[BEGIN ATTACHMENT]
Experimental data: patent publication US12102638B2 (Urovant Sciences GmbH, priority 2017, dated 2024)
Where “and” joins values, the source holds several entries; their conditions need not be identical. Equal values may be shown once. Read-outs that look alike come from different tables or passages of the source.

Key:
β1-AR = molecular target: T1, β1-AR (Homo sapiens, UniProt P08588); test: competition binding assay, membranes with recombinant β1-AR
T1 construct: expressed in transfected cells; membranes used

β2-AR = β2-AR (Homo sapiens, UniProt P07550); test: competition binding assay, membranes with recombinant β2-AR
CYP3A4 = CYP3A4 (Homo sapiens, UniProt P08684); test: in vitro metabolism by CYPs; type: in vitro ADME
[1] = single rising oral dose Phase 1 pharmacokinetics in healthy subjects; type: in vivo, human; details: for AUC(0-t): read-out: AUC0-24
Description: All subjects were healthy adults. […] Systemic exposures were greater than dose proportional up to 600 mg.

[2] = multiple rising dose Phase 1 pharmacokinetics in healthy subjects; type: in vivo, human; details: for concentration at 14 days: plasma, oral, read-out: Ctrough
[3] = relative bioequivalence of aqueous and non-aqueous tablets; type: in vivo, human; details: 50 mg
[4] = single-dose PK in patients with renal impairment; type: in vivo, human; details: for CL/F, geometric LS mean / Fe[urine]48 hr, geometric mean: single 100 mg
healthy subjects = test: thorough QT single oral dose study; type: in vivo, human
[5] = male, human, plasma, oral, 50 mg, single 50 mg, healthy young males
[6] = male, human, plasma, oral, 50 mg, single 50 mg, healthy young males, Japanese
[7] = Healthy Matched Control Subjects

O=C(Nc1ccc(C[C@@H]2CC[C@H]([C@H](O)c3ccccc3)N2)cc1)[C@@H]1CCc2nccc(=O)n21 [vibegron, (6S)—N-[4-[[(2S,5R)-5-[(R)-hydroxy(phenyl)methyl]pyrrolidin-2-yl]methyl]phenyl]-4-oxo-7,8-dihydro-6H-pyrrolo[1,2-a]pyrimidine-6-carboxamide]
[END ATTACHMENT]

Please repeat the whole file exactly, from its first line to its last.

Experimental data: patent publication US12102638B2 (Urovant Sciences GmbH, priority 2017, dated 2024)
Where “and” joins values, the source holds several entries; their conditions need not be identical. Equal values may be shown once. Read-outs that look alike come from different tables or passages of the source.

Key:
β1-AR = molecular target: T1, β1-AR (Homo sapiens, UniProt P08588); test: competition binding assay, membranes with recombinant β1-AR
T1 construct: expressed in transfected cells; membranes used

β2-AR = β2-AR (Homo sapiens, UniProt P07550); test: competition binding assay, membranes with recombinant β2-AR
CYP3A4 = CYP3A4 (Homo sapiens, UniProt P08684); test: in vitro metabolism by CYPs; type: in vitro ADME
[1] = single rising oral dose Phase 1 pharmacokinetics in healthy subjects; type: in vivo, human; details: for AUC(0-t): read-out: AUC0-24
Description: All subjects were healthy adults. […] Systemic exposures were greater than dose proportional up to 600 mg.

[2] = multiple rising dose Phase 1 pharmacokinetics in healthy subjects; type: in vivo, human; details: for concentration at 14 days: plasma, oral, read-out: Ctrough
[3] = relative bioequivalence of aqueous and non-aqueous tablets; type: in vivo, human; details: 50 mg
[4] = single-dose PK in patients with renal impairment; type: in vivo, human; details: for CL/F, geometric LS mean / Fe[urine]48 hr, geometric mean: single 100 mg
healthy subjects = test: thorough QT single oral dose study; type: in vivo, human
[5] = male, human, plasma, oral, 50 mg, single 50 mg, healthy young males
[6] = male, human, plasma, oral, 50 mg, single 50 mg, healthy young males, Japanese
[7] = Healthy Matched Control Subjects

O=C(Nc1ccc(C[C@@H]2CC[C@H]([C@H](O)c3ccccc3)N2)cc1)[C@@H]1CCc2nccc(=O)n21 [vibegron, (6S)—N-[4-[[(2S,5R)-5-[(R)-hydroxy(phenyl)methyl]pyrrolidin-2-yl]methyl]phenyl]-4-oxo-7,8-dihydro-6H-pyrrolo[1,2-a]pyrimidine-6-carboxamide]